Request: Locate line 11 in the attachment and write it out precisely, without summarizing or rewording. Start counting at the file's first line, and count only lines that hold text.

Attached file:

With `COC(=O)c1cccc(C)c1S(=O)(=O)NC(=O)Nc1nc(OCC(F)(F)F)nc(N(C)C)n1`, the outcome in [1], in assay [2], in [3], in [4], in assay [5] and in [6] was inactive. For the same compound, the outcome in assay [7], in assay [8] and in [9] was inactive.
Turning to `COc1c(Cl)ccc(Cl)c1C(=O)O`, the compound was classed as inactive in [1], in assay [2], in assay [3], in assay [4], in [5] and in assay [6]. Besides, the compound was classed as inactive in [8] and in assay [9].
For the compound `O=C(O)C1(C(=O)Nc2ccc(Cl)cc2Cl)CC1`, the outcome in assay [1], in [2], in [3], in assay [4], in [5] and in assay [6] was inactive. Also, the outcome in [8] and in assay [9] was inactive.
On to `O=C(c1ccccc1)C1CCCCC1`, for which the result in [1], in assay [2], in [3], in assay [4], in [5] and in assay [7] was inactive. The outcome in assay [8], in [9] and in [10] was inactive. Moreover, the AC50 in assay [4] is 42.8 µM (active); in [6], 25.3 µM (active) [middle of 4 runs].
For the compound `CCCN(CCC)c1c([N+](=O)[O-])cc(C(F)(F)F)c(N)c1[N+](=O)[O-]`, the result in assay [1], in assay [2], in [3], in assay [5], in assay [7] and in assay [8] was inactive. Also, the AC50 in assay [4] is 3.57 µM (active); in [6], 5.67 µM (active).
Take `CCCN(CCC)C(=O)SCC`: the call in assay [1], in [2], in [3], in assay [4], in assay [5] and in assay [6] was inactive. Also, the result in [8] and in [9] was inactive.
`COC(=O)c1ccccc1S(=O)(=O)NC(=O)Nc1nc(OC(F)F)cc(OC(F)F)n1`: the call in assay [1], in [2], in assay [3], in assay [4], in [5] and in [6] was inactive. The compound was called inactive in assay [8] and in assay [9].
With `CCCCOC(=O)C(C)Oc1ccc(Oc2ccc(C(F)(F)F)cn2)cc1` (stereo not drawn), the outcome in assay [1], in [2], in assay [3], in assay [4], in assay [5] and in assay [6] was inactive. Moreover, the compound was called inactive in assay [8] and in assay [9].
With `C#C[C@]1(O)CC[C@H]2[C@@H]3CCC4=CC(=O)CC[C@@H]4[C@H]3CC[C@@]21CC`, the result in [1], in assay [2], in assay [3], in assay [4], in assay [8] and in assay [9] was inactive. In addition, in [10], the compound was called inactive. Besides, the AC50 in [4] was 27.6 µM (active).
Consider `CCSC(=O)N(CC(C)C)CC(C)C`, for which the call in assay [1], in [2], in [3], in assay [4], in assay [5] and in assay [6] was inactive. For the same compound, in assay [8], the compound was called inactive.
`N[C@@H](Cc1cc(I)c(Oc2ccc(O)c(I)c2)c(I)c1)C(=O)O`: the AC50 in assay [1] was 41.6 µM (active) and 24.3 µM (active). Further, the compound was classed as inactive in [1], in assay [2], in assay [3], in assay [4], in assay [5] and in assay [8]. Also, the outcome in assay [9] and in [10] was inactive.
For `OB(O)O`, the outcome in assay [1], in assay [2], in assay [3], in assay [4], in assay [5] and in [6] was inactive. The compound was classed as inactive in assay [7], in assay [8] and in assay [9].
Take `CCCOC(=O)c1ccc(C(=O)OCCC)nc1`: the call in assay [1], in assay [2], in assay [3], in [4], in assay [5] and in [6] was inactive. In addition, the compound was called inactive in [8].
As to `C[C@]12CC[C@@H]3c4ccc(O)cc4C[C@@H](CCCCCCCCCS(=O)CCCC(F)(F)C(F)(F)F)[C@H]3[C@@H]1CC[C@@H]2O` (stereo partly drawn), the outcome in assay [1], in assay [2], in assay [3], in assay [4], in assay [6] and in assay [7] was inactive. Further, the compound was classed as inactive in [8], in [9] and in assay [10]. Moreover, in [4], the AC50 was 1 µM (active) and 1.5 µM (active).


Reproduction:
`N[C@@H](Cc1cc(I)c(Oc2ccc(O)c(I)c2)c(I)c1)C(=O)O`: the AC50 in assay [1] was 41.6 µM (active) and 24.3 µM (active). Further, the compound was classed as inactive in [1], in assay [2], in assay [3], in assay [4], in assay [5] and in assay [8]. Also, the outcome in assay [9] and in [10] was inactive.